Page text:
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Abdominal thrusts—also known as the Heimlich maneuver—can be used to expel a foreign object lodged in a choking victim's windpipe.
Never practice the Heimlich maneuver on an infant under a year old or on a person who is not choking. You could cause serious injury.
Step 1: Confirm choking
Confirm the victim is choking. If they are coughing, they are not choking – yet – so encourage them to continue. Signs of choking include the universal hand sign of clutching one's hands to the throat; the inability to cough or speak; labored or noisy breathing; bluish skin, lips, and nails; and loss of consciousness.
Don't slap a coughing person on the back – it doesn't help and can make them start to choke.
Step 2: Call 911
Once you determine the person is choking, act quickly but calmly. First, send someone to call 911.
Step 3: Help the victim stand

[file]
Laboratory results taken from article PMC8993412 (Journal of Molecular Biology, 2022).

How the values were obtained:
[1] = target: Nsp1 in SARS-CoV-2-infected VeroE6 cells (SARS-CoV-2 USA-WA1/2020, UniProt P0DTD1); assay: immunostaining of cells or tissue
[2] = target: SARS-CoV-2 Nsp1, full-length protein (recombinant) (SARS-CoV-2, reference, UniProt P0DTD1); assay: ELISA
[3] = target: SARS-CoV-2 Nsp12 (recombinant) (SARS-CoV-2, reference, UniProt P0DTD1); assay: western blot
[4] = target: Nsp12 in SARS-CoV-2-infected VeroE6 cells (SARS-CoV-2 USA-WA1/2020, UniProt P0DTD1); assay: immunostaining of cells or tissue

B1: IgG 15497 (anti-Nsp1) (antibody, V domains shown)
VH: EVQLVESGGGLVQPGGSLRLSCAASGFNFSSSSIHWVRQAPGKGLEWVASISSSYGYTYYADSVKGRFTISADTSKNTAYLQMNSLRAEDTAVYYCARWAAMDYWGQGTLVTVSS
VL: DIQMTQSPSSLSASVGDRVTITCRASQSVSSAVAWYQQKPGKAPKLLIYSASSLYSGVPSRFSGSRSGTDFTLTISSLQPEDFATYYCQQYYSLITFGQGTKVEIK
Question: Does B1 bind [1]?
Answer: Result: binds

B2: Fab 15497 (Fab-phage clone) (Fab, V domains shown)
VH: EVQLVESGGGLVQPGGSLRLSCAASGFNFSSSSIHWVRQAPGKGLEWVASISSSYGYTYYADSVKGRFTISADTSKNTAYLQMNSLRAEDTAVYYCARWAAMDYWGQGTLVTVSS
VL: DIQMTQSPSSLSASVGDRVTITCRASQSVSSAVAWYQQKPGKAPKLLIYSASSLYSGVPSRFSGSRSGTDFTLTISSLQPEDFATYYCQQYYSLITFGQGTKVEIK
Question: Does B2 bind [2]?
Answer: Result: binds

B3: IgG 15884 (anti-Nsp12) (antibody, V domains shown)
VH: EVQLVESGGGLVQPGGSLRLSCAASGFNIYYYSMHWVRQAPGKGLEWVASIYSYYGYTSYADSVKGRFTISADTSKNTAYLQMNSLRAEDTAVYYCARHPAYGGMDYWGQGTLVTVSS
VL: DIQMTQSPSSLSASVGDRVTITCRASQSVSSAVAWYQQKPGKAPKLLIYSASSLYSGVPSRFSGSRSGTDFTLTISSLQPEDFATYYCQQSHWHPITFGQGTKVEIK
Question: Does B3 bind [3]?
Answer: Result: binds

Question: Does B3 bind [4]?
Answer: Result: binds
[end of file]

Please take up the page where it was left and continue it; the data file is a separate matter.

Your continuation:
Help the victim stand, if they're not already on their feet, and stand behind them with your chest to their back.
Step 4: Wrap your arms around the victim
Wrap your arms around the victim's torso, making a fist with your dominant hand, and center it against the victim's upper abdomen, thumb inward, above the navel and below the rib cage. With your other hand, cover your fist for support.
If you cannot reach your arms around their abdomen or if the victim is pregnant, compress their chest between the breasts at the breastbone. Make firm, backward thrusts.
Step 5: Thrust inward and upward
Quickly thrust inward and slightly upward with your fist, as if you're trying to lift the victim off their feet, causing air to rush out of their lungs.
Don't squeeze the rib cage as you thrust upward. Otherwise you could break a bone.
Step 6: Repeat
Repeat the thrusts until the object dislodges, or the victim loses consciousness.
Step 7: Wait for medical help
If the object does not come free and the victim loses consciousness, proceed with CPR until EMTs arrive.
Step 8: Save yourself
To perform the Heimlich maneuver on yourself, lean your upper abdomen over a hard horizontal surface (such as a railing or the back of a chair) and use it to deliver strong, upward thrusts.
Did You Know?
Besides inventing the famous abdominal maneuver, Dr. Henry Heimlich also invented a chest valve that saved thousands of wounded soldiers in Vietnam.